• Abstract: Year one of the Trump administration has been uniquely unnerving. Yet the trans-Atlantic security community has also been breathing a sigh of relief, because many of their worst expectations seem to have been averted: trade wars, an attack on North Korea, the end of NATO. The conventional wisdom in Washington, DC and many European capitals today is that—despite a president who continues to defy conventions—U.S.-European relations have largely normalized. As a result, most Europeans are attempting to ride out what they believe to be a temporary aberration of American politics with a mixture of hugging and hedging. There is certainly evidence for a normalization of U.S. foreign policy, not least in the president’s formal endorsement of NATO’s mutual defense clause, and the reinforcement of American contributions to reassurance and deterrence in Eastern Europe. There are also many signs that the past year has re-energized American civil society, belying determinist critics in Europe. But Trumpism needs to be recognized as a massive discontinuity. Trump is the first postwar American president to question the liberal order as such. In its purest form, the “America First” doctrine has implications for the EU and some of its member states (especially Germany) that should be of intense concern to Europeans. Europeans should worry even more, however, about its fundamentalist critique of globalization (which it refers to as globalism) as a quasiadversarial ideology. The globalization-globalism dichotomy, unlike all previous transAtlantic disagreements, is a dispute about the nature of the world we live in. And it is a wedge that could drive the United States and Europe apart. America could attempt (at immense cost to itself) to decouple from the liberal world order and the global economy. But for Europe to do so would be suicidal. This flips the existing logic of the trans-Atlantic alliance on its head: it is Europe now that has the greater—and for it, existential—interest in preserving an international order that safeguards peace and globalization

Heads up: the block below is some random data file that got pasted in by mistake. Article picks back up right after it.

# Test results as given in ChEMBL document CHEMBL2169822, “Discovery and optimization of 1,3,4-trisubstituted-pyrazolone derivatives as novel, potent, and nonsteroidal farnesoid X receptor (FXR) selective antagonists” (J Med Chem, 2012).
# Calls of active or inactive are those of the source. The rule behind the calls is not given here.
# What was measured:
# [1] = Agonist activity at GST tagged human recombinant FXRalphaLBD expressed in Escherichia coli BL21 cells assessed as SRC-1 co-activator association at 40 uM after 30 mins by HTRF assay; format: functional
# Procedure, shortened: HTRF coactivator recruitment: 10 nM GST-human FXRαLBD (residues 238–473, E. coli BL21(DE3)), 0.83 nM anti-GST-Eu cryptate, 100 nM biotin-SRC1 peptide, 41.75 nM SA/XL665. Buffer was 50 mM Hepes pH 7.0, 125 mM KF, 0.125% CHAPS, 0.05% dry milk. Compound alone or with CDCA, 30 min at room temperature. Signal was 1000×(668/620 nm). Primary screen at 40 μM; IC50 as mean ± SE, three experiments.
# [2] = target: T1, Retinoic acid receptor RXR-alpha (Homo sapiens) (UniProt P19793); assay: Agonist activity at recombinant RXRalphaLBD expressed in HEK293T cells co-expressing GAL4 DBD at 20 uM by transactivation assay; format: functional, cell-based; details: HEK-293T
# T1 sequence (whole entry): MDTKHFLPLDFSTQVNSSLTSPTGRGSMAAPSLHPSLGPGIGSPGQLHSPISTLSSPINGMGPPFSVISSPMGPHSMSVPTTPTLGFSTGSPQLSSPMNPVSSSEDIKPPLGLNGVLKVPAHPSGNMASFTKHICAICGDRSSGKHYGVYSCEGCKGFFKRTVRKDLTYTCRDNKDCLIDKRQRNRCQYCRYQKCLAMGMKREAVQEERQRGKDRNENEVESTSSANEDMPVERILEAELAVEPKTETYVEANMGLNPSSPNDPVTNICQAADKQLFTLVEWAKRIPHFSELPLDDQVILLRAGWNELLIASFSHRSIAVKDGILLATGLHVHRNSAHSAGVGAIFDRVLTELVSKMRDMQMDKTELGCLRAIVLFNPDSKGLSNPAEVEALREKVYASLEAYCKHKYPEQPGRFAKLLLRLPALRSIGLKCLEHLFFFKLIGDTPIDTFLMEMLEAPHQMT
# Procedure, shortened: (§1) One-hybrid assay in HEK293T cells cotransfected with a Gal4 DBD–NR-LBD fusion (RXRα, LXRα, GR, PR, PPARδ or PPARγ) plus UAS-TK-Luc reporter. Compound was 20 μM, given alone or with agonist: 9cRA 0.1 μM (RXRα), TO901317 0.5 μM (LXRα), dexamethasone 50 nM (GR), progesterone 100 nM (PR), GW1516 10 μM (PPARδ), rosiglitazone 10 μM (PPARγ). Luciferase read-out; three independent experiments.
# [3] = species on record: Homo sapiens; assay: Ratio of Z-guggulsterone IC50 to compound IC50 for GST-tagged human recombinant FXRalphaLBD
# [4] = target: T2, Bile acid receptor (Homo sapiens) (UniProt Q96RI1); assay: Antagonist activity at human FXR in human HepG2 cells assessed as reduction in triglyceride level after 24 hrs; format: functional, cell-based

• Topic: International Relations, International Affairs
  • Political Geography: Global Focus